The energy that allows RNO 91 to shine comes from gravitational contraction – the star is being compressed by its own weight. Once a critical mass is reached, hydrogen, its main component, will begin to fuse together, releasing huge amounts of energy in the process. This will mark the beginning of adulthood for the star.
But even before this happens the adolescent star is bright enough to shine and generate powerful stellar winds, emitting intense X-ray and radio emission.
RNO 91 is a variable star around half the mass of the Sun. Astronomers have already seen a dusty, icy disc surrounding it, stretching out to over 1700 times the distance from Earth to the Sun. It is believed that this disc may host planet embryos, and that it will eventually evolve into a fully-fledged planetary system.
Ein dickes Dankeschön für die vielen Blog-Aufrufe meiner Besucher, welche ein Ansporn für die Zukunft sind!
Grasped by the station’s Canadarm2, the Exposed Pallet is transferred back to the HTV-3 Kounotori resupply craft in August 2012. The versatility of the HTV has been demonstrated on three previous missions. Photo Credit: NASA
Almost all references to cargo-carrying white storks in recent days have revolved inevitably around the Duke and Duchess of Cambridge and the arrival of their new son. Yet this weekend (3/4 August), a white stork of a different kind will roar into orbit from the Tanegashima Space Center on Japan’s Tanegashima Island, as the fourth H-II Transfer Vehicle (HTV-4) begins a month-long voyage to supply the International Space Station. In deference to Japanese tradition of avoiding personal names for their spacecraft, the HTVs are nicknamed “Kounotori,” which is translatable to “Oriental Stork” or “White Stork.” According to the Japanese Aerospace Exploration Agency (JAXA), the name arose because—just like William and Kate—the white stork traditionally brings joy and good news and thus precisely matched the HTV’s mandate of ferrying essential supplies to the multi-national outpost.
First flown in September 2009, the HTV measures over 30 feet long and 14 feet in diameter, weighs about 21,000 pounds, and can carry 13,000 pounds of payload to the space station. Its pressurized segment can house up to eight refrigerator-sized International Standard Payload Racks (ISPRs), which are transferred in a shirt-sleeve environment by the ISS crew, whilst an unpressurized segment enables external payloads to be robotically removed and installed onto the porch-like Exposed Facility of Japan’s Kibo laboratory. Like SpaceX’s Dragon, the HTV approaches the ISS and is captured and berthed to the Harmony node by means of the Canadarm2 robotic arm.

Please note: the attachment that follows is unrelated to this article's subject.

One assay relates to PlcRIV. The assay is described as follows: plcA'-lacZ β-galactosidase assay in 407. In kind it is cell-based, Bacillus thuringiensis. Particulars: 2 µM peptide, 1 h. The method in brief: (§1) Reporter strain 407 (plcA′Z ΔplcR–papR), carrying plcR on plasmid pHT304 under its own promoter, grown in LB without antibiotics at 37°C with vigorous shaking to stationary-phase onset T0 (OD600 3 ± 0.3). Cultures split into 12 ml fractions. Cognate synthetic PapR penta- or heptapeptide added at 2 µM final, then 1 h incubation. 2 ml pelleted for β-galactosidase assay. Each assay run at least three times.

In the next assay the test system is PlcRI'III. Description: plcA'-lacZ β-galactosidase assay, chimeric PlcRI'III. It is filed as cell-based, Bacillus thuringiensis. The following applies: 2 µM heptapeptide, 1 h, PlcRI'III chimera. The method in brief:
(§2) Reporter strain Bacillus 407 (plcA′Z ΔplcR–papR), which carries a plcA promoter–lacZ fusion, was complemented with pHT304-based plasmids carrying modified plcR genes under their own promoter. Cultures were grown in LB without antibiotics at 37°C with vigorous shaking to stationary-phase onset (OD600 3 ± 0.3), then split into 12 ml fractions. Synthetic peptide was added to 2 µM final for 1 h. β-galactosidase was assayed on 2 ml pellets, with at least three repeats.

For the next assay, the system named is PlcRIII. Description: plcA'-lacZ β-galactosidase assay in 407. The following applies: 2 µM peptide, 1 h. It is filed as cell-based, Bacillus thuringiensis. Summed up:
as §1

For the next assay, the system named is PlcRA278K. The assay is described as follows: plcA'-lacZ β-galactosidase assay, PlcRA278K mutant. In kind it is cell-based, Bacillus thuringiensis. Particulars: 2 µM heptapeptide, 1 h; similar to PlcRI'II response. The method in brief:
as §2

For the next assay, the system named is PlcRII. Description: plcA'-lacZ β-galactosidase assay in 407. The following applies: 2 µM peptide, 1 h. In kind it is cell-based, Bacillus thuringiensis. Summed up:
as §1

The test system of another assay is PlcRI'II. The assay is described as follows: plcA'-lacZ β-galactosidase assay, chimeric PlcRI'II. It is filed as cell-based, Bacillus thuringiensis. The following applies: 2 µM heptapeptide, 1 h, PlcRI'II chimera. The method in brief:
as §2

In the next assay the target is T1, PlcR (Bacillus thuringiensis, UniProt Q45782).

Unlike Dragon, the Japanese craft burns up in the atmosphere at the end of each mission, although JAXA has advanced plans for a HTV-R variant, with a “return” capsule to transport around 3,200 pounds of payload back to Earth. The first flight of the HTV-R is tentatively scheduled for 2018. Since its maiden voyage, a HTV mission has flown approximately every 12-18 months, delivering a wide range of payloads and experiments to the ISS, including the Hyperspectral Imager for the Coastal Ocean (HICO) instrument, a high-tech aquarium capable of supporting several generations of fish for up to three months, a Gradient Heating Furnace, and a number of small CubeSats.
Preparations for Saturday’s launch have entered high gear at the Tanegashima Space Center in recent weeks, and the spacecraft was loaded with propellants for its maneuvering thrusters through late June and into the first week of July. On 11 July, HTV-4 was mated with its payload attach fitting, prior to encapsulation within the rocket payload fairing and transfer from the Second Spacecraft and Fairing Assembly Building (SFA2) to the Vehicle Assembly Building (VAB) for integration with its H-IIB launch vehicle. This will be the fourth mission by the H-IIB, which previously delivered HTV-1 into orbit in September 2009, followed by HTV-2 in January 2011 and HTV-3 in July 2012.
The two-stage rocket stands 185 feet tall and represents a marriage of both liquid and solid propellants. The first stage is powered by two LE-7A cryogenic oxygen/hydrogen engines and supplemented by four solid-fueled (polybutadiene) boosters. With two minutes remaining before launch, the rocket will transfer to internal power, with all liquid propellants verified at flight pressures. Liftoff from Launch Pad 2 is scheduled for 4:48 a.m. local time Sunday (3:48 p.m. EDT Saturday), with the dazzling plumes of the first-stage engines and the solids promising to turn night into day across southeast Tanegashima Island’s Pacific coastline.